UBC Nursing students provide Diabetes education to UGM staff


The Union Gospel Mission (UGM) provides meals, shelter, and substance recovery services to people living in the Downtown Eastside (DTES) every day.

To better serve their guests, UGM requested training from the UBC School of Nursing on how to manage hypoglycemia in guests who have diabetes. For our N344 Synthesis Project, a team of students (Rebecca Burns, Brittany Kliment, Katelyn Newell, and Shelby Slater) developed a training module, hypoglycemia kits, and a foot care poster, the latter to be used during foot soak clinics. The module provides an overview of diabetes, common diabetic complications, signs and symptoms of hyper- and hypoglycemia, and a protocol for managing hypoglycemic episodes. Our team also prepared hypoglycemia kits for UGM that each include a copy of the four-step hypoglycemia protocol, as well as a bottle of Dex4 glucose tablets. Finally, we created a foot care poster that includes tips that are applicable to all UGM guests, particularly those with diabetes.

On February 9th we presented our final products to UGM staff and discussed how they could be implemented. UGM plans to include the diabetes module on their internal website and as part of staff training. They also plan to share the module and hypoglycemia protocol with the UGM location in New Westminster, as well as with select other organizations working in the DTES. This project helped to fill a knowledge gap at UGM and gave staff the information they need to better serve guests experiencing hypoglycemia.

Stop spreading germs through hand washing!

Kindergarten teaching as a part of clinical practice with community and population


Fluorescent Germ Experiment

On February 9th 2017, one of the student nurses in my clinical rotation group and I got to meet 22 little health promoters at David Livingstone Kindergarten. We provided them with a fun learning experience regarding to how best to stop spreading germs, “hand washing”.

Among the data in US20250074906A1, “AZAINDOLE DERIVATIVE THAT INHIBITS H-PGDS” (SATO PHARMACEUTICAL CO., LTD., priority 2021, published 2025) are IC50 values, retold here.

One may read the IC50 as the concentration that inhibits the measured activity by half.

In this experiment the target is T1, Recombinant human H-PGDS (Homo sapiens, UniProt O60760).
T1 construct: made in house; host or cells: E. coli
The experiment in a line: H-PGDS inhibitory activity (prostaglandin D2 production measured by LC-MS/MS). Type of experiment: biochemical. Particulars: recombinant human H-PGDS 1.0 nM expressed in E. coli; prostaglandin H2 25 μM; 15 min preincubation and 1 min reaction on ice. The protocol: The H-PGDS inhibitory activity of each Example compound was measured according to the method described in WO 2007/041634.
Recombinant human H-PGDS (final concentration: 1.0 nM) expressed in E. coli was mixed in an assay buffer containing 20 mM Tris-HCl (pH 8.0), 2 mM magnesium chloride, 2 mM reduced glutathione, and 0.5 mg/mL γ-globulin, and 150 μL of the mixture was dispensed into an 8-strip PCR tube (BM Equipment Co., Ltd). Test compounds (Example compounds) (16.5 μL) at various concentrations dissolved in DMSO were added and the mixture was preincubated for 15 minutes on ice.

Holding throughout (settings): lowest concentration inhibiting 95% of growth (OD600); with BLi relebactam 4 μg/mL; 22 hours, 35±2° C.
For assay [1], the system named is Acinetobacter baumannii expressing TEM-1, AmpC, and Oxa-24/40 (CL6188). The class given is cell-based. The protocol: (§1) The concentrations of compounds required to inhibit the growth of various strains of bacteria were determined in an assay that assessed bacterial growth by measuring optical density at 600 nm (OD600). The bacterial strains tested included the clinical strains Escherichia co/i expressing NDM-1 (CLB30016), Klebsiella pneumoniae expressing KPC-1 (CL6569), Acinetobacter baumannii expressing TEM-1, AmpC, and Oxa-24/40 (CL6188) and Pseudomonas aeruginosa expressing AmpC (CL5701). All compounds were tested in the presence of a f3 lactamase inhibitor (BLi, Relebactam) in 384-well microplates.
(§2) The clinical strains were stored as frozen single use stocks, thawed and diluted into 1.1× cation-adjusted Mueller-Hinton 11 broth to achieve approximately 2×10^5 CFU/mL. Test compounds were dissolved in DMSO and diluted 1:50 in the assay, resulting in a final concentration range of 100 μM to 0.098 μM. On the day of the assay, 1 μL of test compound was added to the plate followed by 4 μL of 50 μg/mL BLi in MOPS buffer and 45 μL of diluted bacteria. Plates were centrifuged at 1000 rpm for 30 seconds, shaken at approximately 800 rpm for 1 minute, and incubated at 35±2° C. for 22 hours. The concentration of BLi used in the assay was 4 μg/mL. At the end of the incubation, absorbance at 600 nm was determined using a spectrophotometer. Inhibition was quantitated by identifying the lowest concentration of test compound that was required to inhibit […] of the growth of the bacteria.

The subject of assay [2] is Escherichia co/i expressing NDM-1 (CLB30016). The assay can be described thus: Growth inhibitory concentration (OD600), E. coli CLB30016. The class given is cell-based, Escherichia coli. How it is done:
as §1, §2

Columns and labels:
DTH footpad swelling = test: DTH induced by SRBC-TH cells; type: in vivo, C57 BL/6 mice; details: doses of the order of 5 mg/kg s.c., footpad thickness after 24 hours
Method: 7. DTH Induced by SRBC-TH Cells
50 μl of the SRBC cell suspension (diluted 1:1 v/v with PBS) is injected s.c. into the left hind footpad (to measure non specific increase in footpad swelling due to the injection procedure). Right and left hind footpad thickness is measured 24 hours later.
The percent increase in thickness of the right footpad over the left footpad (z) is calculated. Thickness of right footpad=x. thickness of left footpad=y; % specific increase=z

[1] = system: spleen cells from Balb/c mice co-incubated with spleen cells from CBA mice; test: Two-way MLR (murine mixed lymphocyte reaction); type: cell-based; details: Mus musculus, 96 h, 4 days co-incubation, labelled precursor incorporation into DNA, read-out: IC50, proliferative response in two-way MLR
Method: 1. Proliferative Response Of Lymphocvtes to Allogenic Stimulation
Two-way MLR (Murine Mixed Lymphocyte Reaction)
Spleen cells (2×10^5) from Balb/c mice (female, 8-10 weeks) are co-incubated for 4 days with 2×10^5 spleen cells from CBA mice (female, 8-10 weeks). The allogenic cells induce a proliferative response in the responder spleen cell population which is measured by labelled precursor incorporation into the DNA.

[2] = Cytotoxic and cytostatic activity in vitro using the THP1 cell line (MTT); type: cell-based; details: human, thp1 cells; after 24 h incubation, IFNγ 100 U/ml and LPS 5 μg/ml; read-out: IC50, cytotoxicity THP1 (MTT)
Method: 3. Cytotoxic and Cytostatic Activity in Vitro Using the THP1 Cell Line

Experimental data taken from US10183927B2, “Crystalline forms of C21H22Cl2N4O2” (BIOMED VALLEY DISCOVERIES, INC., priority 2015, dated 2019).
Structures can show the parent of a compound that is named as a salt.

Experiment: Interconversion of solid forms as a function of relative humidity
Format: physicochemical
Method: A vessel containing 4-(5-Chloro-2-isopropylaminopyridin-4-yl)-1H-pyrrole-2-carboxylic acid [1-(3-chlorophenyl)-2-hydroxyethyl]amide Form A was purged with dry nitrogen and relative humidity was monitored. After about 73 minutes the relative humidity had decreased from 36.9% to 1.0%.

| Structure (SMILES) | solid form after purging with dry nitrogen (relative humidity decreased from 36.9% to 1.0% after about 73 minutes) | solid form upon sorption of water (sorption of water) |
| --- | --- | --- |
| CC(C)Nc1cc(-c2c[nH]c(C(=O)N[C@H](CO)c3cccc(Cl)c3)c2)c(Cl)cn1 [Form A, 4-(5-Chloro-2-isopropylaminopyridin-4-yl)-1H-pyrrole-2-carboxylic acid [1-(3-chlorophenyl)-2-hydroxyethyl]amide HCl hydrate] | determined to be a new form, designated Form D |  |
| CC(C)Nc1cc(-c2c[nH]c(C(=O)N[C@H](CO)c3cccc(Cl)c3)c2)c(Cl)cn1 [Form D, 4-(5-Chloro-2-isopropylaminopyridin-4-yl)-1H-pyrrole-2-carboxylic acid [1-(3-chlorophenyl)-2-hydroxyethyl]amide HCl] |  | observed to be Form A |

In the beginning of the clinical practice, the school of nursing had offered us a variety of teaching opportunities with various health topics such as sexually transmitted infections, nutrition and healthy food choices, baby massage, and hand washing. As I have learnt that health teaching is one of major public health interventions, I considered this teaching practice as a highlight of this clinical rotation.

Generally, health teaching in community and public setting aims to build the community and public capacity to put health in their agendas and perform health promotion and protection strategies; to provide up-to-date accurate health information; and to empower individuals and families’ self efficacy so that they can elicit the best personal health practices and coping skills in their lives. Making sure to keep these points in my mind, my partner student nurse and I chose to teach kindergarteners hand washing to help them build the healthy habit. While developing a teaching and learning plan, we referred to the program called ‘Do Bugs Need Drugs?’, an educational program of Alberta Health Services and the British Columbia Centre for Disease Control (2014) and adapted a glo-germ activity.

Teaching Characteristics of Germs and Proper Handwashing Skill Before the Actual Hand Washing Activity

To meet the students’ learning objectives, we utilized multiple teaching strategies; power point slides to deliver knowledge with visual effects; role playing to show how germs can easily spread and make others sick; singing a handwashing song to help them acquire a proper hand washing skill; putting yellow sticky notes on which students believe germs are to help them understand that germs are everywhere; coloring sheets to reinforce their memory; and actual handwashing activity using glo-germ powder and black light to show the spread of germs and the difference before and after hand washing using a soap. Consequently, students seemed to be content with the learning experience and aware of the day’s lessons as evidenced by their best performance to get the glo-germs off through proper hand washing! I hope that they remember the importance of frequent and thorough hand washing and keep playing a role as little health promoters in their families, schools, and community.

References: Retrieved from http://www.dobugsneeddrugs.org/

G.O. Day – Girls Only Lifestyle Expo 2016


While on my UBC nursing preceptorship at Richmond Public Health I was able to participate in health teaching at G.O. Day. In collaboration with various community partners, I was able to speak to Grade 9 girls about healthy eating habits and the importance of leading an active life. This day opened up the opportunity for Grade 9 girls to see what community health activities are available to them, highlighting activities that are actually fun and exciting. Alongside, some UBC nursing students, I participated in Belly Dancing, Barre, Pilates and Life coaching. It was inspirational to engage with young girls and yet take moment to think about my own self-care goals as a busy student and future health professional.